Pilipili Mulongoy (c. 1914-2007), Democratic Republic of the Congo

Pintades et tisserins

, 20th century

Oil on cotton canvas

31 1/2 x 37 1/4 in. (80 x 95 cm)


About this artwork

Pilipili Mulongoy, who is one of the best-known Congolese artists of the mid-20th century, was born into a family of fishermen in Katanga province in the former Belgian Congo. His first job was working as a house painter for the Public Works Department, but in 1947, he met Pierre Romain-Desfossés, a French former soldier who had founded an art school in Elisabethville (current day Lubumbashi) and was looking for talented young people to attend the school. Pilipili passed the informal entrance exam, and, at the age of 21, he entered the newly-established “Indigenous Native Art Academy”, later known as the Hangar.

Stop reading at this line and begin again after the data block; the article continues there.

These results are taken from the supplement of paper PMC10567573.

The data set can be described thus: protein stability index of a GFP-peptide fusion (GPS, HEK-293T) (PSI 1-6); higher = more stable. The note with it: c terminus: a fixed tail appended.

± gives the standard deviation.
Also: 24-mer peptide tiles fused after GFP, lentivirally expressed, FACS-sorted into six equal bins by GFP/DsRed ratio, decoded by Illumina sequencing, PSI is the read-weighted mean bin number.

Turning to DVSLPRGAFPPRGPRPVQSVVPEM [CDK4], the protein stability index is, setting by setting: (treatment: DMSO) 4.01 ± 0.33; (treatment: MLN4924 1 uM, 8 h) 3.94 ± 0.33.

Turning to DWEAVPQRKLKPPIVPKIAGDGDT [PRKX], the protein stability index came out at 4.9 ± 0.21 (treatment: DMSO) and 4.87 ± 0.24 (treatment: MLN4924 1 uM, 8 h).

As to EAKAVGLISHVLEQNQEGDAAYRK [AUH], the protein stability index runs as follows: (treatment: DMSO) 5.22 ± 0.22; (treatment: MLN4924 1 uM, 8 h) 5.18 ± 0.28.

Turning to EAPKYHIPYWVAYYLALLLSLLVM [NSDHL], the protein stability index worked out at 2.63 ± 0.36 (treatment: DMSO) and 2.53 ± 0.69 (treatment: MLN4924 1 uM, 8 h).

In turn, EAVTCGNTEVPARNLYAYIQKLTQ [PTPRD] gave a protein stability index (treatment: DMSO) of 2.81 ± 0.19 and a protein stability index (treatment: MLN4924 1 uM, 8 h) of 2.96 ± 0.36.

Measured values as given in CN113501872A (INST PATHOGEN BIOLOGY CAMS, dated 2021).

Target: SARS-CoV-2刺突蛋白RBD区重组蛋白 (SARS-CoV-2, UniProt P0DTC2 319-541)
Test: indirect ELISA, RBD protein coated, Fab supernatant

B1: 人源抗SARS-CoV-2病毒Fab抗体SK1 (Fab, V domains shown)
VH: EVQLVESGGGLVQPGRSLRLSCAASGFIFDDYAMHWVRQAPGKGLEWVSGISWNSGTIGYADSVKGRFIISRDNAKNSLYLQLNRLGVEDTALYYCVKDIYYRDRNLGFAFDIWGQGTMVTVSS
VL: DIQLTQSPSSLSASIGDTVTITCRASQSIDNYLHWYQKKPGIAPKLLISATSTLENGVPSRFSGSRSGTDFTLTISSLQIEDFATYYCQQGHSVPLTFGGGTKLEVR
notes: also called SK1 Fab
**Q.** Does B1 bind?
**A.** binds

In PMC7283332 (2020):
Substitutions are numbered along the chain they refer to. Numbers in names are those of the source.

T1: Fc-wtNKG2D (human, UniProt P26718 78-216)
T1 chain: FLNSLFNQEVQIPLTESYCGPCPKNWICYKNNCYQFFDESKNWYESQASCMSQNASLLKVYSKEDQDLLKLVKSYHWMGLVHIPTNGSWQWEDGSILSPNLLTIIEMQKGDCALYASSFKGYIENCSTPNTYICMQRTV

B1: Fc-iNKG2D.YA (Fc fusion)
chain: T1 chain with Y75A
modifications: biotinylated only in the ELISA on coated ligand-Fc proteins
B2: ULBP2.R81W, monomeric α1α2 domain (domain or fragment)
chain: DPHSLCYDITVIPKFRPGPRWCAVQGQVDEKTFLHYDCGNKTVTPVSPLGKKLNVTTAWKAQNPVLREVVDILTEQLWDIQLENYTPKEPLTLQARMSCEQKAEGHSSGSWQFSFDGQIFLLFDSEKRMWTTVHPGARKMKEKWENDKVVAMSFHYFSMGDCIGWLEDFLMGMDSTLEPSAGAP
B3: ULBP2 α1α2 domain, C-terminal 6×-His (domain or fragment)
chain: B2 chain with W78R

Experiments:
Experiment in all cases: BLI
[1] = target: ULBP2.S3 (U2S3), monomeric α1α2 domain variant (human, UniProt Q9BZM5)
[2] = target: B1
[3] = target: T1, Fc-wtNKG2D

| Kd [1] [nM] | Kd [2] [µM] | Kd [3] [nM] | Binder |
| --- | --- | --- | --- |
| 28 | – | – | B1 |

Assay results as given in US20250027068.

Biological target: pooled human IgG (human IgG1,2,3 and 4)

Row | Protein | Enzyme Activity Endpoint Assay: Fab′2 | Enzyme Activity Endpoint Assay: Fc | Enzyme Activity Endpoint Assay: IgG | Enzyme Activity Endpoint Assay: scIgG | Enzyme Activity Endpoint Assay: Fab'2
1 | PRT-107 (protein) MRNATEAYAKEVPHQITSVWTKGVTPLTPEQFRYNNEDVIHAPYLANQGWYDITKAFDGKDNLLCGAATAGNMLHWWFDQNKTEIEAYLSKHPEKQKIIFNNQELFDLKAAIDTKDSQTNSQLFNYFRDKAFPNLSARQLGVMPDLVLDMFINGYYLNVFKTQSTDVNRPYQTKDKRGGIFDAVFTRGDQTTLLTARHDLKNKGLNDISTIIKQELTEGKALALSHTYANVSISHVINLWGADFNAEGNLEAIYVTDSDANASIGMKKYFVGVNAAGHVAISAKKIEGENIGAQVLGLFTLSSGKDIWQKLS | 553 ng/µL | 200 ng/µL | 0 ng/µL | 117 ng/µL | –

In this scene, a guinea fowl and its mate, and two sets of weaver birds, known for the elaborate nests they weave from plant fibers and grass, are standing protectively close to their nests and appear to be looking in the direction of a disturbance.

“Archives of Popular Swahili: **Conversations with the painters Mwenze Kibwanga and Pilipili Mulongoy,” Transcribed, translated, and annotated by Johannes Fabian, University of Amsterdam. Journal of Language and Popular Culture in Africa 13, issue 1, (September 22, 2011).

Cécile Manciaux & Jean-Jules Tshoza Kay. “Peinture : Sara, Mulongoy, Kibwanga… l’influence de l’école de Lubumbashi.” Jeune Afrique. March 18, 2014. Accessed May 3, 2023.

“Weaver Bird.” Encyclopedia Britannica.